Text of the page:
What's that? Rajon Rondo dished out 22 assists last night? Yawn.
Kidding, of course. But lost in those 22 assists are the eight points Rondo scored in the fourth quarter of last night's win over the Spurs.
Game after game, teams decide to sag off Rondo. Last night was a prime example. The Spurs dared Rondo to shoot the ball, so he did. Those are shots that in previous years he would never have taken let alone make.
And in previous years Celtics fans wouldn't have wanted Rondo taking those shots. But that doesn't seem to be the case any more.
He's not a shoot-first point guard and probably never will be, but if he can get that jumper down consistently, teams will pay for cheating off him. The Spurs paid in full Wednesday night.
Rondo hit back-to-back jumpers midway through the fourth quarter as the C's and Spurs traded baskets. He could have just as easily dished the ball to Ray Allen, who was hot all night, or Paul Pierce, who thrives in pressure situations. But Rondo is one of the best in the league at picking his spots. He followed it up with a steal and a layup on the very next posession.
Nobody was happier than Doc Rivers, as he's been trying to get Rondo to think "shot" when the basket is staring at him in the face.
"I loved it," Rivers said. "It was awesome."
At the Celtics' training facility, Rivers can see the team's court from his office. He noticed Rondo putting up extra shots in anticipation that he would have to take some against the Spurs.
"You could see himself mentally getting ready for what he thought was going to happen, and it did," Rivers said. "They went under and he stepped up and made shots."
"He did it all - he rebounded, assisted," Pierce said after the game. "Doc's kind of been on him about taking that shot there and he steps up when he needs to and knocks down those shots confidently."
Rondo ended the night with 12 points, 10 rebounds, and 22 assists - just another triple double to add to the already impressive resume. He's slowly adding that 18-footer as well. On the year, Rondo's shooting a career high 52.5 from the field, including 44-percent from 15-23 feet. Those successful jumpers are up 11-percent from last season.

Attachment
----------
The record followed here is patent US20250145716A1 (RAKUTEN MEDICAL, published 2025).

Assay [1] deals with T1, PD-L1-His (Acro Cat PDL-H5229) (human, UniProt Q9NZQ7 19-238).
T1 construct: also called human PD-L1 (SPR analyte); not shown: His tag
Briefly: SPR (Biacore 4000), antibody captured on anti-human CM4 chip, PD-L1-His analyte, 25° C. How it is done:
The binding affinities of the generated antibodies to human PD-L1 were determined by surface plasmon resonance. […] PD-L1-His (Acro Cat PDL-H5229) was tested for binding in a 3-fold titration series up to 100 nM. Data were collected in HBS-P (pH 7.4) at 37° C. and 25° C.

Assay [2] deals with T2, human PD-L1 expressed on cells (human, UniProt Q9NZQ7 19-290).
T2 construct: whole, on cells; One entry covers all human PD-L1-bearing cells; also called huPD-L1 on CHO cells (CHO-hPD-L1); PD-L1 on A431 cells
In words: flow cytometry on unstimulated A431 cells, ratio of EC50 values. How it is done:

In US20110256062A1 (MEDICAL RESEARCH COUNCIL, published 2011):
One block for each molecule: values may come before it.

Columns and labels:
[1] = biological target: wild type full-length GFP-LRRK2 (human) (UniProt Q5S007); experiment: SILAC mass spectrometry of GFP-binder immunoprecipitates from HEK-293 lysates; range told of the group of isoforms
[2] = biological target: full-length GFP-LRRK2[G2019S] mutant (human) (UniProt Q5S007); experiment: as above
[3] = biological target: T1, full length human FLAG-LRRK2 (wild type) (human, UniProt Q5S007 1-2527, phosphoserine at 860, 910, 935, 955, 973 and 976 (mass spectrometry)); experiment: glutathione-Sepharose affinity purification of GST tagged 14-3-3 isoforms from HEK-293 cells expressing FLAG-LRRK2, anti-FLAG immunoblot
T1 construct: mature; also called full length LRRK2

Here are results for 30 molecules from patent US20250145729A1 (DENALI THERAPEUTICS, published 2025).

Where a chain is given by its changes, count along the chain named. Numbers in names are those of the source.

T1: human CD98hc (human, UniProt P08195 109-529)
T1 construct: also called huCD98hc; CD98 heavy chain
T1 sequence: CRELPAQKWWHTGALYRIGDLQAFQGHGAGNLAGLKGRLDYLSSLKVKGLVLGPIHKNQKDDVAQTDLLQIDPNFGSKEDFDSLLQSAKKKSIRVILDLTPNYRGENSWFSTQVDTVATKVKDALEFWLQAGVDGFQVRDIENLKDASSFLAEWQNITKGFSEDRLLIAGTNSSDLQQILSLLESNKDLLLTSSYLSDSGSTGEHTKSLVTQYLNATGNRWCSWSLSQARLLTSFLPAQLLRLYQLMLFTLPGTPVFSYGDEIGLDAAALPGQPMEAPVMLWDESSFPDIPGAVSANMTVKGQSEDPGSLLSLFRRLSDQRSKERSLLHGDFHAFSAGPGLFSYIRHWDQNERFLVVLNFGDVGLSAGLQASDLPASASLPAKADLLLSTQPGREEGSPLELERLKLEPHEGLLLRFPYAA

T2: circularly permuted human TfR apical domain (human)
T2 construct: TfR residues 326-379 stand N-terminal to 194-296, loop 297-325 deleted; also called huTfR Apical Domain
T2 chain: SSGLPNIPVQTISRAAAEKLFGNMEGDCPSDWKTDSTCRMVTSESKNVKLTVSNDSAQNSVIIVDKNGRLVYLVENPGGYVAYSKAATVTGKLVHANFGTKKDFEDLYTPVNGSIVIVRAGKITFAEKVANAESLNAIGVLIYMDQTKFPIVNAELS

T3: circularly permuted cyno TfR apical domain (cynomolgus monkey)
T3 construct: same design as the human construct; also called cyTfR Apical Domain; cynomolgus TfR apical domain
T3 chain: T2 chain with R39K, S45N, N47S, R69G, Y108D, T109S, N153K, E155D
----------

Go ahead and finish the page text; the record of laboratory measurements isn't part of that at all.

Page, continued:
Allen, who also was left open a few too many times Wednesday night (13-16, 31 points, six assists), noted that while Rondo's main priority is keeping the ball moving, he also has to get his shots too.
"He has a dual job out there when he's looking to get the assists but he's got to be aggressive," Allen said. "There are some games where teams are telling him and our offense that he's going to have to shoot.
"I think last game when we played the Timberwolves they sat in my pocket and Paul's pocket and they were forcing him to shoot. I think anytime early in the game when he knocks his shot down it kind of forces them to be honest."
It's all coming around for Rondo. When he entered the league, he was going to make it because of his defense. Then the assists started to come... and come, and come. Now, he's improving on the next part of his game.
"Obviously they've been giving me that shot," Rondo said after Wednesday's win. "It's the best shot I think our team is going to get on those possessions, that's why I take them."